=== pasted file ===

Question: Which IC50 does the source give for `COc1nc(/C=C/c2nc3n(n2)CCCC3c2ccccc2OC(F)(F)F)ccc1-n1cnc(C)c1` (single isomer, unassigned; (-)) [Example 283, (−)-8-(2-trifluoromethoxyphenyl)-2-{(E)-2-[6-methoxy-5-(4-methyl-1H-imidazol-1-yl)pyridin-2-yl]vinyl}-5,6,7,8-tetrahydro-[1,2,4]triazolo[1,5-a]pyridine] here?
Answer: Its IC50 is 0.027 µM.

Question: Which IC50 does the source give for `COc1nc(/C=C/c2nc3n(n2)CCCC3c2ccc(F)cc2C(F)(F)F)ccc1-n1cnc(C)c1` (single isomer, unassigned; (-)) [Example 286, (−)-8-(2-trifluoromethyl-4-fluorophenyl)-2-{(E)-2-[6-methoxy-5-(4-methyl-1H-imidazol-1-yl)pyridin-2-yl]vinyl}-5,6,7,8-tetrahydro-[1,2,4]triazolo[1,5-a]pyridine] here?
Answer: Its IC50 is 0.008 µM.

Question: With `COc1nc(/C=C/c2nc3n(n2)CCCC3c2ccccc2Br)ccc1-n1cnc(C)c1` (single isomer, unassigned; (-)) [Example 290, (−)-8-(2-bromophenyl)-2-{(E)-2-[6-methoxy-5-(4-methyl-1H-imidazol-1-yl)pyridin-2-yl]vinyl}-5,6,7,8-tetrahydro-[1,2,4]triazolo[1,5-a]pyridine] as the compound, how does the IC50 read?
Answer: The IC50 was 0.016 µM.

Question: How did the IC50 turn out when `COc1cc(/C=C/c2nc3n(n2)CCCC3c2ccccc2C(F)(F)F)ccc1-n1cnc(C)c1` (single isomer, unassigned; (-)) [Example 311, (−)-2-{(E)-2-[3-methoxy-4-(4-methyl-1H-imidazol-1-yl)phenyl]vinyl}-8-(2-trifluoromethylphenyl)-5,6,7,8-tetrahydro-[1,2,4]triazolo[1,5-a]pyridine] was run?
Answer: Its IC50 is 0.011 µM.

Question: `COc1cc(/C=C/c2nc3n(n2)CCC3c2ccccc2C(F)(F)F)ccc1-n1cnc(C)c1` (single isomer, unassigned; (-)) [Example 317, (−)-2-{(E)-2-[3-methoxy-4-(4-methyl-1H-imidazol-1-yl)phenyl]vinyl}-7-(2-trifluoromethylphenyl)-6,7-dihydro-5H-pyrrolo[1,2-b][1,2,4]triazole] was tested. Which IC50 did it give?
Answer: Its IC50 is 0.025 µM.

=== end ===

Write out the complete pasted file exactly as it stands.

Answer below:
Question: Which IC50 does the source give for `COc1nc(/C=C/c2nc3n(n2)CCCC3c2ccccc2OC(F)(F)F)ccc1-n1cnc(C)c1` (single isomer, unassigned; (-)) [Example 283, (−)-8-(2-trifluoromethoxyphenyl)-2-{(E)-2-[6-methoxy-5-(4-methyl-1H-imidazol-1-yl)pyridin-2-yl]vinyl}-5,6,7,8-tetrahydro-[1,2,4]triazolo[1,5-a]pyridine] here?
Answer: Its IC50 is 0.027 µM.

Question: Which IC50 does the source give for `COc1nc(/C=C/c2nc3n(n2)CCCC3c2ccc(F)cc2C(F)(F)F)ccc1-n1cnc(C)c1` (single isomer, unassigned; (-)) [Example 286, (−)-8-(2-trifluoromethyl-4-fluorophenyl)-2-{(E)-2-[6-methoxy-5-(4-methyl-1H-imidazol-1-yl)pyridin-2-yl]vinyl}-5,6,7,8-tetrahydro-[1,2,4]triazolo[1,5-a]pyridine] here?
Answer: Its IC50 is 0.008 µM.

Question: With `COc1nc(/C=C/c2nc3n(n2)CCCC3c2ccccc2Br)ccc1-n1cnc(C)c1` (single isomer, unassigned; (-)) [Example 290, (−)-8-(2-bromophenyl)-2-{(E)-2-[6-methoxy-5-(4-methyl-1H-imidazol-1-yl)pyridin-2-yl]vinyl}-5,6,7,8-tetrahydro-[1,2,4]triazolo[1,5-a]pyridine] as the compound, how does the IC50 read?
Answer: The IC50 was 0.016 µM.

Question: How did the IC50 turn out when `COc1cc(/C=C/c2nc3n(n2)CCCC3c2ccccc2C(F)(F)F)ccc1-n1cnc(C)c1` (single isomer, unassigned; (-)) [Example 311, (−)-2-{(E)-2-[3-methoxy-4-(4-methyl-1H-imidazol-1-yl)phenyl]vinyl}-8-(2-trifluoromethylphenyl)-5,6,7,8-tetrahydro-[1,2,4]triazolo[1,5-a]pyridine] was run?
Answer: Its IC50 is 0.011 µM.

Question: `COc1cc(/C=C/c2nc3n(n2)CCC3c2ccccc2C(F)(F)F)ccc1-n1cnc(C)c1` (single isomer, unassigned; (-)) [Example 317, (−)-2-{(E)-2-[3-methoxy-4-(4-methyl-1H-imidazol-1-yl)phenyl]vinyl}-7-(2-trifluoromethylphenyl)-6,7-dihydro-5H-pyrrolo[1,2-b][1,2,4]triazole] was tested. Which IC50 did it give?
Answer: Its IC50 is 0.025 µM.